The United States' longstanding “special relationship” with the United Kingdom is being tested as Scotland prepares to vote on whether to become independent after a 307-year political union with Britain.
The Sept. 18 referendum puts the Obama administration in an awkward diplomatic spot. The U.S. has no greater ally than the U.K. and is careful to avoid disharmony with British Prime Minister David Cameron, who is determined to preserve England's union with Scotland.
Yet the U.S. has had cozy cultural ties with Scotland for centuries. And because the U.S. itself split from Britain, warning Scotland against taking a similar step — particularly in a peaceful, democratic fashion — would smack of hypocrisy.
More tangibly, an independent Scotland would mean another valuable ally for Washington. The U.S. also would seek a trading partnership with the new country, particularly since it would control vast North Sea oil reserves.
“If Scotland votes for independence, there’s not much of a choice [for Washington]. It’s not going to turn its back on Scotland by any means,” said John MacDonald, director of the Scottish Global Forum, a nonpartisan think tank in Glasgow.
But a U.K. split poses security questions for the U.S., as Scotland would demand the removal of British nuclear warheads. Because moving them would be costly and difficult, some analysts have speculated that the British government might be tempted to scrap its entire nuclear arsenal.
“It would be interesting to see what the U.S. thought of that,” MacDonald said. “In one respect, it could be absolute panic in Washington — they don’t want to see the end of the Anglo-American nuclear status quo.”
Polls continually suggest a vote for the status quo. But in recent months the gap has shrunk to single digits, with at least 20 percent still undecided.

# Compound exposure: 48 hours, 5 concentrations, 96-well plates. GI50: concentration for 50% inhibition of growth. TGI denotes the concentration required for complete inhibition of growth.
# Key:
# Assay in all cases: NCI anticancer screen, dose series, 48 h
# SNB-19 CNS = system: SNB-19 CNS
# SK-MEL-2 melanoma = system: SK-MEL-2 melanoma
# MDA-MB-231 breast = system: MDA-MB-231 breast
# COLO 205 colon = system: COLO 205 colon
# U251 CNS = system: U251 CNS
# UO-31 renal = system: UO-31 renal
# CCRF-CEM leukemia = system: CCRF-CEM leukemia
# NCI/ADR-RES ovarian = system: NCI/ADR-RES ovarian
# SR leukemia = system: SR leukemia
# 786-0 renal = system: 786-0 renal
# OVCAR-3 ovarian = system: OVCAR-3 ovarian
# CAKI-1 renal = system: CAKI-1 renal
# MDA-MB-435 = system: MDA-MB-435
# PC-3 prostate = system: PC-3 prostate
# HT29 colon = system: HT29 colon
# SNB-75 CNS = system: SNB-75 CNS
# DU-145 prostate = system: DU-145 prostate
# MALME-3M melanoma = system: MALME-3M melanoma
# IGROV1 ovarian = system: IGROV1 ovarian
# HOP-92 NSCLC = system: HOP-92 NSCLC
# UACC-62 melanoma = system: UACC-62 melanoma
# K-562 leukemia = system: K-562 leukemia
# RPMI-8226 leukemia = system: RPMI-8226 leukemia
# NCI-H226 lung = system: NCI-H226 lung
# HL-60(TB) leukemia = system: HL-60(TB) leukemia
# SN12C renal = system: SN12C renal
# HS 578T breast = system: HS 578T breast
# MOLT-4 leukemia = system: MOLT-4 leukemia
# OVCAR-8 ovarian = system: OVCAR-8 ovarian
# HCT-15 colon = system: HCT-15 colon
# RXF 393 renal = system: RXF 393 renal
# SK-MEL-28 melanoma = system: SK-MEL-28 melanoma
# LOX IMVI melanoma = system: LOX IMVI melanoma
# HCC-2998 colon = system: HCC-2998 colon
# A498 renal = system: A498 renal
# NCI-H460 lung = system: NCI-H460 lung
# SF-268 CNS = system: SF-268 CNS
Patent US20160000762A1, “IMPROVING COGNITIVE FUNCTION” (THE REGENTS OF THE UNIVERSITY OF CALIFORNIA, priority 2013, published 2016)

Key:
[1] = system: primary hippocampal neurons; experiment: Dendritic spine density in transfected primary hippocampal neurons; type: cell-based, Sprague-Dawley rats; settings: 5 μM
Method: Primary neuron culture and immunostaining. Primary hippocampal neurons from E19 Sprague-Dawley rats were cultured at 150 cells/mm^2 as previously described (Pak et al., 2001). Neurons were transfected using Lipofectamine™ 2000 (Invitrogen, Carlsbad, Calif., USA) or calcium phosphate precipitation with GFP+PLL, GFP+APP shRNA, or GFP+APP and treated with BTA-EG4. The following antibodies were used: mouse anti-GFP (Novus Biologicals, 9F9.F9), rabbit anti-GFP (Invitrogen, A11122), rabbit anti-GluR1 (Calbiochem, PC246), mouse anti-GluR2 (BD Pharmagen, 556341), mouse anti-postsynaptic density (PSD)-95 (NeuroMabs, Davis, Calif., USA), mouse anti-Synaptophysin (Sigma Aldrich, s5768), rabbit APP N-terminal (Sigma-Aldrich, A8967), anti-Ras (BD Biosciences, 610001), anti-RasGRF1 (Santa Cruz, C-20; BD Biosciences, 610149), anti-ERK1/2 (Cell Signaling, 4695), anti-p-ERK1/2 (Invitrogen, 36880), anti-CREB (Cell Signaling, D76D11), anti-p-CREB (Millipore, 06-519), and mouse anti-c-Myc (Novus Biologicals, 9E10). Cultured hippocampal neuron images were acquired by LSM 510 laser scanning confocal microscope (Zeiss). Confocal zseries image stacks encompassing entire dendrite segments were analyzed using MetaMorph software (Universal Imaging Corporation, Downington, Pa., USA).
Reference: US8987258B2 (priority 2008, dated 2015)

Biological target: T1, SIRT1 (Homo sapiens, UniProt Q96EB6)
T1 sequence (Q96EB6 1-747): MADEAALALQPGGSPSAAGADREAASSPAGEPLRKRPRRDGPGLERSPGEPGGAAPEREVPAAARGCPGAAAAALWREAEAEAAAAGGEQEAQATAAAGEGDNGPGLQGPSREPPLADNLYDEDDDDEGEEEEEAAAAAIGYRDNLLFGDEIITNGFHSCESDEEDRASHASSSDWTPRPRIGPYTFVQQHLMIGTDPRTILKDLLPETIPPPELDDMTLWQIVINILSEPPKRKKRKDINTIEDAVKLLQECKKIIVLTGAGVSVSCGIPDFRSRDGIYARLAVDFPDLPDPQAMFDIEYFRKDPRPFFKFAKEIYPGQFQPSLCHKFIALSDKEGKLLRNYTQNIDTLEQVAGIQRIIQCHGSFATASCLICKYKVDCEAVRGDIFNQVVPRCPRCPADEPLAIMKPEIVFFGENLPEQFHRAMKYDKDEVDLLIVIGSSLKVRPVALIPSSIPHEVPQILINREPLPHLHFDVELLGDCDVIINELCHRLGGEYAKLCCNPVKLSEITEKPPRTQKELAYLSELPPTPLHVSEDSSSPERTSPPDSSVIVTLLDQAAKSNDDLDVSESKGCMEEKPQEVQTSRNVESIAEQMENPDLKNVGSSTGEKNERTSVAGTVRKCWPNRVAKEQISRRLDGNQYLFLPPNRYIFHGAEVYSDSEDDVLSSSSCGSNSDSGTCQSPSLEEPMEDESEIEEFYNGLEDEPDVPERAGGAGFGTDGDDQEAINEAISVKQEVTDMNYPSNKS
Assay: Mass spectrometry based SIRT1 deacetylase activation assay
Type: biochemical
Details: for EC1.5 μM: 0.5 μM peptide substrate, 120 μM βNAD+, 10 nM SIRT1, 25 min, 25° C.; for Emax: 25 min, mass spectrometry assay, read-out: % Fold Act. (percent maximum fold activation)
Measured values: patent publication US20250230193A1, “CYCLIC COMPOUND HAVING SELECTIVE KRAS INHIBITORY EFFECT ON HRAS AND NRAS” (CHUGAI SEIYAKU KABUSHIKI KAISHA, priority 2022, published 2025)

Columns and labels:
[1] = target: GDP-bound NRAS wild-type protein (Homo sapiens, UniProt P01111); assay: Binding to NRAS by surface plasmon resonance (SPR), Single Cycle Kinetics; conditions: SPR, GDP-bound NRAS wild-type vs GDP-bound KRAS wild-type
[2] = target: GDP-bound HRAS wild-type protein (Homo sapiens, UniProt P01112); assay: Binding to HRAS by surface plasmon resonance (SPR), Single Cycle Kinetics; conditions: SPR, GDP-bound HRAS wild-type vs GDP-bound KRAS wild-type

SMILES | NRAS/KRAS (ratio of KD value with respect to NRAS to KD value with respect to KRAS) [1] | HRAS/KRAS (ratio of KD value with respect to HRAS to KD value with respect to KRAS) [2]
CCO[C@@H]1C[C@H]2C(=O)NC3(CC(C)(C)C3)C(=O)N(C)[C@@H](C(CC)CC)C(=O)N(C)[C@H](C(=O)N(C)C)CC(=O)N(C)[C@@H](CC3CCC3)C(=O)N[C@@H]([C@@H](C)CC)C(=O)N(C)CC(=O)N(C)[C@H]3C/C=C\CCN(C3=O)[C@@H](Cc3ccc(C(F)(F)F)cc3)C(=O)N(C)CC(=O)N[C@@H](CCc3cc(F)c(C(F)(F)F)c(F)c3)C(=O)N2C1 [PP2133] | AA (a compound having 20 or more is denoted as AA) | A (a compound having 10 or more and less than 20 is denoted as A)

Independence advocates say Scotland knows best how to govern itself. And Scots have complained for decades that London imposes unfair austerity measures. The "Yes Scotland" campaign says each Scottish taxpayer would gain about $1,700 annually, partly through increased oil revenues, though London disputes this and argues that overall Scotland benefits financially from being part of the U.K.
The independence movement has put together a determined grass-roots campaign that is expected to boost voter turnout in pro-independence working-class districts.
“This is a once-in-a-generation opportunity,” said Stephen McDowell, a Glasgow high school teacher and independence activist. “If we don’t do it now then the momentum will be gone. The [pro-union] conservatives will be able to sit back and say, ‘They had their chance, they blew it, that’s it.’"
The Obama administration has stayed on the sidelines. When asked to weigh in on the issue, Obama said, “It's up to the people of Scotland.”
But he sparked controversy when he added, “From the outside, at least, it looks like things have worked pretty well” for the U.K. "And we obviously have a deep interest in making sure that one of the closest allies that we will ever have remains strong, robust, united and an effective partner."
His latter comments sparked headlines, with many interpreting them as an endorsement for the “Better Together” pro-union campaign.
Scottish National Party leader Alex Salmond focused instead on the president calling the vote an internal Scottish matter.
“The environment in Scotland is such that every single comment is seized upon by both sides — anything at all, any scrap that they can use — to further enhance their position,” McDowell said.
Yet most Scots are little swayed by what outside political leaders say – even one as popular there as Obama, MacDonald said.
"Everybody is aware that the default position of all other national governments [is that] 'we'd prefer the status quo,'" he said. “I don't think anybody, even the most raging, pro-independence advocate, would've ... taken offense at Mr. Obama's comments."